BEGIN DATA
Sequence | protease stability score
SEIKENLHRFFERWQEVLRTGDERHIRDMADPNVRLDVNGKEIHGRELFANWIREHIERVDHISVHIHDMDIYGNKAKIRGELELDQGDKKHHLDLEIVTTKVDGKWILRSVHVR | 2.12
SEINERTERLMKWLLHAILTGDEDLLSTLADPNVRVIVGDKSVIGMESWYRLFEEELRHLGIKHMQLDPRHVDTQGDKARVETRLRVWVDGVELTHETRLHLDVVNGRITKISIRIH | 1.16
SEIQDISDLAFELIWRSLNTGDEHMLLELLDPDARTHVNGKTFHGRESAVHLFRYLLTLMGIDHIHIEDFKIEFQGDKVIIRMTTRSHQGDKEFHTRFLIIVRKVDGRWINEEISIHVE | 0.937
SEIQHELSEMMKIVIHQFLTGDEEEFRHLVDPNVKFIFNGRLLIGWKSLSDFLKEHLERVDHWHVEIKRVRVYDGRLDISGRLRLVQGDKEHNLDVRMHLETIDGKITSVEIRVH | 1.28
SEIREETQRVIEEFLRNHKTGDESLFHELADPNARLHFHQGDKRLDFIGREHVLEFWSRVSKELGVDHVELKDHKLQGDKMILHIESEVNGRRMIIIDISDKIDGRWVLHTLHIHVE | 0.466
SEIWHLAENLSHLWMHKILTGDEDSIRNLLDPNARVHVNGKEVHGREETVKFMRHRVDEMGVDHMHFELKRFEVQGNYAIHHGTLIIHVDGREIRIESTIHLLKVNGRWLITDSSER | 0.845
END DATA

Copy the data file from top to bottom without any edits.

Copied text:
Sequence | protease stability score
SEIKENLHRFFERWQEVLRTGDERHIRDMADPNVRLDVNGKEIHGRELFANWIREHIERVDHISVHIHDMDIYGNKAKIRGELELDQGDKKHHLDLEIVTTKVDGKWILRSVHVR | 2.12
SEINERTERLMKWLLHAILTGDEDLLSTLADPNVRVIVGDKSVIGMESWYRLFEEELRHLGIKHMQLDPRHVDTQGDKARVETRLRVWVDGVELTHETRLHLDVVNGRITKISIRIH | 1.16
SEIQDISDLAFELIWRSLNTGDEHMLLELLDPDARTHVNGKTFHGRESAVHLFRYLLTLMGIDHIHIEDFKIEFQGDKVIIRMTTRSHQGDKEFHTRFLIIVRKVDGRWINEEISIHVE | 0.937
SEIQHELSEMMKIVIHQFLTGDEEEFRHLVDPNVKFIFNGRLLIGWKSLSDFLKEHLERVDHWHVEIKRVRVYDGRLDISGRLRLVQGDKEHNLDVRMHLETIDGKITSVEIRVH | 1.28
SEIREETQRVIEEFLRNHKTGDESLFHELADPNARLHFHQGDKRLDFIGREHVLEFWSRVSKELGVDHVELKDHKLQGDKMILHIESEVNGRRMIIIDISDKIDGRWVLHTLHIHVE | 0.466
SEIWHLAENLSHLWMHKILTGDEDSIRNLLDPNARVHVNGKEVHGREETVKFMRHRVDEMGVDHMHFELKRFEVQGNYAIHHGTLIIHVDGREIRIESTIHLLKVNGRWLITDSSER | 0.845